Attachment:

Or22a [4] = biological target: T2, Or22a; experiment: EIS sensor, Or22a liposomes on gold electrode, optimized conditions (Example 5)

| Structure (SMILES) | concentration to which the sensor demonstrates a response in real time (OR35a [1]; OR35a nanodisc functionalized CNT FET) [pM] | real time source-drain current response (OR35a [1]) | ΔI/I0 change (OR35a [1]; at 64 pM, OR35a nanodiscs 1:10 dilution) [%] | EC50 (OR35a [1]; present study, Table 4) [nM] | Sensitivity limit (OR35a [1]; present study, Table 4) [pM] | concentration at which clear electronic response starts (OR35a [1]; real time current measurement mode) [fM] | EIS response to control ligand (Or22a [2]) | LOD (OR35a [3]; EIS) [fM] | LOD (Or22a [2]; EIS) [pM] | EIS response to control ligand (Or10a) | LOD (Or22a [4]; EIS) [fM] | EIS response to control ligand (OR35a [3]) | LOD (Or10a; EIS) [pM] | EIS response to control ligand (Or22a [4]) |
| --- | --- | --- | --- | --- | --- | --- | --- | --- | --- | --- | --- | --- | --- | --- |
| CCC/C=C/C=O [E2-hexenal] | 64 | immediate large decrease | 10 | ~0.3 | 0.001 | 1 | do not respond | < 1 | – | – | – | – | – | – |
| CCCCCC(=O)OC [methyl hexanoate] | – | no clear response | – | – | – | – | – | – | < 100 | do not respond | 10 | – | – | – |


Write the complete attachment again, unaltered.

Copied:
Or22a [4] = biological target: T2, Or22a; experiment: EIS sensor, Or22a liposomes on gold electrode, optimized conditions (Example 5)

| Structure (SMILES) | concentration to which the sensor demonstrates a response in real time (OR35a [1]; OR35a nanodisc functionalized CNT FET) [pM] | real time source-drain current response (OR35a [1]) | ΔI/I0 change (OR35a [1]; at 64 pM, OR35a nanodiscs 1:10 dilution) [%] | EC50 (OR35a [1]; present study, Table 4) [nM] | Sensitivity limit (OR35a [1]; present study, Table 4) [pM] | concentration at which clear electronic response starts (OR35a [1]; real time current measurement mode) [fM] | EIS response to control ligand (Or22a [2]) | LOD (OR35a [3]; EIS) [fM] | LOD (Or22a [2]; EIS) [pM] | EIS response to control ligand (Or10a) | LOD (Or22a [4]; EIS) [fM] | EIS response to control ligand (OR35a [3]) | LOD (Or10a; EIS) [pM] | EIS response to control ligand (Or22a [4]) |
| --- | --- | --- | --- | --- | --- | --- | --- | --- | --- | --- | --- | --- | --- | --- |
| CCC/C=C/C=O [E2-hexenal] | 64 | immediate large decrease | 10 | ~0.3 | 0.001 | 1 | do not respond | < 1 | – | – | – | – | – | – |
| CCCCCC(=O)OC [methyl hexanoate] | – | no clear response | – | – | – | – | – | – | < 100 | do not respond | 10 | – | – | – |